In the first lesson, we learned about the USGS earthquake data and why a map might possibly obscure some interesting insights. In the previous lesson we used basic spreadsheet techniques to create slightly more insightful visualizations. In this final lesson, we learn how to use pivot tables to summarize the data to add an extra, essential layer to our data visualizations.

To refresh your memory, one of our key challenges was to create a histogram of earthquakes-by-state. But using Google's default chart wizard, we didn't have an easy way to only chart states that had a noticeable number of earthquakes. The result was charts like this (only a little exaggerated for effect):

Table of contents

Making a pivot table

In Google Sheets, a pivot table can be created by going to the menubar and clicking Data > Pivot table…. You have the option of selecting the columns and rows that the pivot table is based from. But the best thing to do is just to not select anything specifically. Or to be safe, click the A1 cell before creating the pivot table.

Here's a GIF:

making-a-pivot-table

Creating a pivot table creates a new sheet in your current workbook, i.e. a new tab at the bottom (not shown above in the cropped GIF). To switch between your original spreadsheet and pivot table, just use the tabs at the bottom:

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This also means you can delete the pivot table without affecting your original spreadsheet. However, deleting the original spreadsheet will obviously affect the pivot table that is based off of it.

Creating rows

The pivot table, when first created, will be empty. So let's add some rows to it.

Turn your attention to the Report Editor panel on the right side of the workspace. If you don't see it, click on cell A1 (in the pivot table) to bring it up – the Report Editor tends to auto-hide if the pivot table area isn't in focus:

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The Report Editor has several subpanels. The one we care about is Rows.

Click the Add field action. This generates a dropdown menu of all the columns from your original spreadsheet. For now, let's choose STUSPS.

Here's a GIF of the action:

pivot-adding-rows

What did "adding a row" based on the STUSPS column accomplish? It tells the pivot table that we want to group each record by its STUSPS value, e.g. CA, IA, and so forth. So the pivot table generates a row for each unique value of STUSPS in the original data spreadsheet.

In effect, selecting an attribute to group by is an easy way to find out exactly what and how many unique values there are in our dataset – which is something we couldn't easily figure out from that ugly pie chart at the beginning of this lesson.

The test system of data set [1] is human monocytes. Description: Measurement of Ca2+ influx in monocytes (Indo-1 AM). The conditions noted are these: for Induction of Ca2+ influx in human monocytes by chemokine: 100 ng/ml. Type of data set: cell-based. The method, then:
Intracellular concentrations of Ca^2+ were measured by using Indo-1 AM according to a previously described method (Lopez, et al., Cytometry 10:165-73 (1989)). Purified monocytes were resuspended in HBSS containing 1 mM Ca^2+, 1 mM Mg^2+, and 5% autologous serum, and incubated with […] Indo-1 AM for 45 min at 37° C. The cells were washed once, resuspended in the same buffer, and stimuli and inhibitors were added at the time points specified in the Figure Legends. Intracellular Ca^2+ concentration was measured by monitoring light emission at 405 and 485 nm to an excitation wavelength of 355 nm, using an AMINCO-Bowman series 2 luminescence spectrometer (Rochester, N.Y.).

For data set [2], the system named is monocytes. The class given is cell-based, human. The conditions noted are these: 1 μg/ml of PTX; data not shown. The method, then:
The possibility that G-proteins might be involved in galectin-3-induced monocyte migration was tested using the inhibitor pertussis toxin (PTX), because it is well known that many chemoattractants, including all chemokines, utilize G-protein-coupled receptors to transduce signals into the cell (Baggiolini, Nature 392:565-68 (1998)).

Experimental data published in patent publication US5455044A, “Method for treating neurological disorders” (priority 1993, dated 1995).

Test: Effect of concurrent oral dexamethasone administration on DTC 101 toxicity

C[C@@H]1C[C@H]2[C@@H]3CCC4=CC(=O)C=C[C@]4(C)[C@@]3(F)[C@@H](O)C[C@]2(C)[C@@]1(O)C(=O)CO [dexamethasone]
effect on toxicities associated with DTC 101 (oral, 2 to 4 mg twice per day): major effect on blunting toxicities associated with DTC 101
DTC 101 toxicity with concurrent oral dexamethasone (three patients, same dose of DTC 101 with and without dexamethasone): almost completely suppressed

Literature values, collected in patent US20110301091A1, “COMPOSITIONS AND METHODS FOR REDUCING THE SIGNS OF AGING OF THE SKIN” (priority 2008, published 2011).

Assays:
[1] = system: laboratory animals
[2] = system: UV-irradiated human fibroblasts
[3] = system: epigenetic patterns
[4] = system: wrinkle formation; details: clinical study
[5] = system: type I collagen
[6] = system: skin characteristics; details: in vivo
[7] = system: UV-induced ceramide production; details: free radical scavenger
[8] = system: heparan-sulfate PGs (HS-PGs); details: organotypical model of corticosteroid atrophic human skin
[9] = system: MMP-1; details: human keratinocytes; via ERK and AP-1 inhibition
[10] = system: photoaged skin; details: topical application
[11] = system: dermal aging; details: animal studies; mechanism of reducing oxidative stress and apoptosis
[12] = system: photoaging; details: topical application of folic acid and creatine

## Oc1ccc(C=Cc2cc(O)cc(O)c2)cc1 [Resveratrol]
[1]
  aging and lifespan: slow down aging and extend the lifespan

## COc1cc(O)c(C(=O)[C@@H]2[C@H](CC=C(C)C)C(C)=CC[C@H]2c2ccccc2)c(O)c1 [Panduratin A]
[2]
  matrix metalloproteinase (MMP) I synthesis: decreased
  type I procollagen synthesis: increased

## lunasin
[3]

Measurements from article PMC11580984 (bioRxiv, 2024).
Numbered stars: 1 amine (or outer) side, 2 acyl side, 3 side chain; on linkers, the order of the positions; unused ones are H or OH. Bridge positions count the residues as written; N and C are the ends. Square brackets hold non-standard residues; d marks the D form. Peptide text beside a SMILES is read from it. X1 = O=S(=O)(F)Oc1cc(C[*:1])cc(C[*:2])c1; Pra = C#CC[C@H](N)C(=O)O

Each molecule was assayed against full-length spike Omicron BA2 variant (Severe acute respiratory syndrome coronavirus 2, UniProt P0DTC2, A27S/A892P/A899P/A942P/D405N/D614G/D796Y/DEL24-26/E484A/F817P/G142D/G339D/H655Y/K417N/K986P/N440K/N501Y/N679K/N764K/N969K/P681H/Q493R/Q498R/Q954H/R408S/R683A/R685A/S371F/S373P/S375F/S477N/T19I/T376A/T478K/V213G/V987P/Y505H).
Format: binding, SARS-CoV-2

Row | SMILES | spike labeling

Theoretically, this operation should result in 50 rows, one for each state. As it turns out, only 36 rows show up, which indicates that from 2011 to 2015, only 36 states had earthquakes of M3.0+. Not a bad insight to get right off the bat.

Aggregating values

OK, a list of the STUSPS values is nice, but what we really want is number of records per STUSPS value, i.e. how many earthquakes by state. We do this by adding Values to aggregate by.

Before we count earthquakes by state, let's do a simple kind of aggregation: find out the highest magnitude of earthquake per state.

To do this, turn your attention to the Report Editor, and look for the Values subpanel.

Click Add field. This time, choose mag as the field. By default, the pivot table will SUM up the values of mag per state, which will tell us the total amount of mag each state has experienced:

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This is not particularly important to us. So go back to the Values subpanel, to the sub-subpanel titled "Display: mag". Then click on the little dropdown arrow by SUM. Then, select the MAX option from the dropdown menu.

The result is a more interesting table: the biggest earthquake each state has experienced since 2011.

Here's an animated GIF of adding the mag column and finding its MAX value:

pivot-max-mag

Sorting by aggregate

To make the biggest earthquake by state insight even more convenient to see, let's sort the rows of the pivot table by the MAX mag value, i.e. the newly-generated second column.

By default, the pivot table's rows are sorted by the value of the rows, i.e. alphabetical order of STUSPS. To change this, go to the Report Editor's Rows subpanel, then the Group by: STUSPS sub-subpanel.

Then, change the options like so:

Here's a GIF:

pivot-max-mag-sort-by

Doing a group count of records

OK, let's think how this relates to our original problem: we want to compare the number of earthquakes by state, but only for the states that have actually had a significant number of earthquakes. Well, we now know how to summarize the earthquake data by STUSPS, and then how to sort by the summary values, i.e. to find the top maximum mag values per state.

Now, instead of MAX of mag as the summary, we want to just get a count of records per state.

In the Report Editor, in the Values subpanel, go ahead and click the little X to remove the "Display: mag" box. Then, click Add field for Values.

To get a count of records, it actually doesn't matter which column you choose here. But to make that obvious, choose the id field, which is just a string of characters used by the USGS to refer to each earthquake. It's obviously not a value that you can calculate a meaningful MAX or SUM of.